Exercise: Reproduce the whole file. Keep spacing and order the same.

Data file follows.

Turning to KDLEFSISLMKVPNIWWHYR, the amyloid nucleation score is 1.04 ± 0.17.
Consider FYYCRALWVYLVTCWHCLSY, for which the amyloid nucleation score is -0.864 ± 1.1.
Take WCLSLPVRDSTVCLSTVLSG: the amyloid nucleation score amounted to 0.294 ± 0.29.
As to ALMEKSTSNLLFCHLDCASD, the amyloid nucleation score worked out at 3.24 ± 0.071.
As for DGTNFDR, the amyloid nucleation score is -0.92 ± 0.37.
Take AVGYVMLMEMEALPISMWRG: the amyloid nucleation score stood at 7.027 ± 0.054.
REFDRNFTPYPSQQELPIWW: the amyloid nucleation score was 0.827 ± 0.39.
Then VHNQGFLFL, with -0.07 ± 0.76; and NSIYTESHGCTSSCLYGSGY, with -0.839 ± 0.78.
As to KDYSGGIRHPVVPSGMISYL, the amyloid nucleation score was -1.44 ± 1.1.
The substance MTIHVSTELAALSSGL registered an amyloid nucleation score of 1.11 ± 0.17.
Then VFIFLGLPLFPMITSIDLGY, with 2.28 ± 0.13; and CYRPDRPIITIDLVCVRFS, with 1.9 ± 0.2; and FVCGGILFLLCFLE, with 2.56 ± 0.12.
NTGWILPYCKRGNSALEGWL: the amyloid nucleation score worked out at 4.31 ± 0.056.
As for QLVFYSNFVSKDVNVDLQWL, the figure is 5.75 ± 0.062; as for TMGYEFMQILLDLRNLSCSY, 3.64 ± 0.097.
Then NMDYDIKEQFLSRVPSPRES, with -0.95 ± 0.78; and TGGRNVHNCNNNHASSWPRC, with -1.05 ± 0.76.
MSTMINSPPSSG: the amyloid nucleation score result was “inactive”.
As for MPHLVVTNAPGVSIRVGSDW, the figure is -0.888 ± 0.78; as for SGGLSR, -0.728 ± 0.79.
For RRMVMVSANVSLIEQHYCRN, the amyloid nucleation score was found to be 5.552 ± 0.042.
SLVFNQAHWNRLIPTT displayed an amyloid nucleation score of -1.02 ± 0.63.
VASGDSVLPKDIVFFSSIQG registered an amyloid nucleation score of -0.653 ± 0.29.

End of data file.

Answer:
Turning to KDLEFSISLMKVPNIWWHYR, the amyloid nucleation score is 1.04 ± 0.17.
Consider FYYCRALWVYLVTCWHCLSY, for which the amyloid nucleation score is -0.864 ± 1.1.
Take WCLSLPVRDSTVCLSTVLSG: the amyloid nucleation score amounted to 0.294 ± 0.29.
As to ALMEKSTSNLLFCHLDCASD, the amyloid nucleation score worked out at 3.24 ± 0.071.
As for DGTNFDR, the amyloid nucleation score is -0.92 ± 0.37.
Take AVGYVMLMEMEALPISMWRG: the amyloid nucleation score stood at 7.027 ± 0.054.
REFDRNFTPYPSQQELPIWW: the amyloid nucleation score was 0.827 ± 0.39.
Then VHNQGFLFL, with -0.07 ± 0.76; and NSIYTESHGCTSSCLYGSGY, with -0.839 ± 0.78.
As to KDYSGGIRHPVVPSGMISYL, the amyloid nucleation score was -1.44 ± 1.1.
The substance MTIHVSTELAALSSGL registered an amyloid nucleation score of 1.11 ± 0.17.
Then VFIFLGLPLFPMITSIDLGY, with 2.28 ± 0.13; and CYRPDRPIITIDLVCVRFS, with 1.9 ± 0.2; and FVCGGILFLLCFLE, with 2.56 ± 0.12.
NTGWILPYCKRGNSALEGWL: the amyloid nucleation score worked out at 4.31 ± 0.056.
As for QLVFYSNFVSKDVNVDLQWL, the figure is 5.75 ± 0.062; as for TMGYEFMQILLDLRNLSCSY, 3.64 ± 0.097.
Then NMDYDIKEQFLSRVPSPRES, with -0.95 ± 0.78; and TGGRNVHNCNNNHASSWPRC, with -1.05 ± 0.76.
MSTMINSPPSSG: the amyloid nucleation score result was “inactive”.
As for MPHLVVTNAPGVSIRVGSDW, the figure is -0.888 ± 0.78; as for SGGLSR, -0.728 ± 0.79.
For RRMVMVSANVSLIEQHYCRN, the amyloid nucleation score was found to be 5.552 ± 0.042.
SLVFNQAHWNRLIPTT displayed an amyloid nucleation score of -1.02 ± 0.63.
VASGDSVLPKDIVFFSSIQG registered an amyloid nucleation score of -0.653 ± 0.29.